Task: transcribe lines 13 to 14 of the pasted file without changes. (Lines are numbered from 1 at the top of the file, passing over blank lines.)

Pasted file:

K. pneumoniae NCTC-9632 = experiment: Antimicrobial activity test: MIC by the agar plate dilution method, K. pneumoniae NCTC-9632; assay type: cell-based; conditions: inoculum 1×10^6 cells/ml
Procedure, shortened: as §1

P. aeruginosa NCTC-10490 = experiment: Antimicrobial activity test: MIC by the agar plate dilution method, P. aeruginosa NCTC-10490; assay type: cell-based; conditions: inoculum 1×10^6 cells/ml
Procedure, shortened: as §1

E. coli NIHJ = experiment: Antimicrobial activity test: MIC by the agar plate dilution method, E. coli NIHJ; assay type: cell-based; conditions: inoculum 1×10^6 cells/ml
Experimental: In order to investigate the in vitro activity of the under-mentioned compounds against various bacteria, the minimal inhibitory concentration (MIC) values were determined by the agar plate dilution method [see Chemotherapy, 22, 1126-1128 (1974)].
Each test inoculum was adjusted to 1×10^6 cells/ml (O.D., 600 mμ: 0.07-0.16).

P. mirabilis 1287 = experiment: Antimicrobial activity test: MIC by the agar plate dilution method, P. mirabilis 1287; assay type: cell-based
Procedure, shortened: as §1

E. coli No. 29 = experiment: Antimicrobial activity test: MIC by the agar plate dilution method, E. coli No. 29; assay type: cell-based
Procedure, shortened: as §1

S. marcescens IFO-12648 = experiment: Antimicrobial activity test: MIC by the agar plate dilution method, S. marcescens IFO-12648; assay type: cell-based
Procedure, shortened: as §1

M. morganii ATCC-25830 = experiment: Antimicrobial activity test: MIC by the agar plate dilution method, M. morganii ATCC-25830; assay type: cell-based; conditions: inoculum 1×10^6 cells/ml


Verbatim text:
Procedure, shortened: as §1

M. morganii ATCC-25830 = experiment: Antimicrobial activity test: MIC by the agar plate dilution method, M. morganii ATCC-25830; assay type: cell-based; conditions: inoculum 1×10^6 cells/ml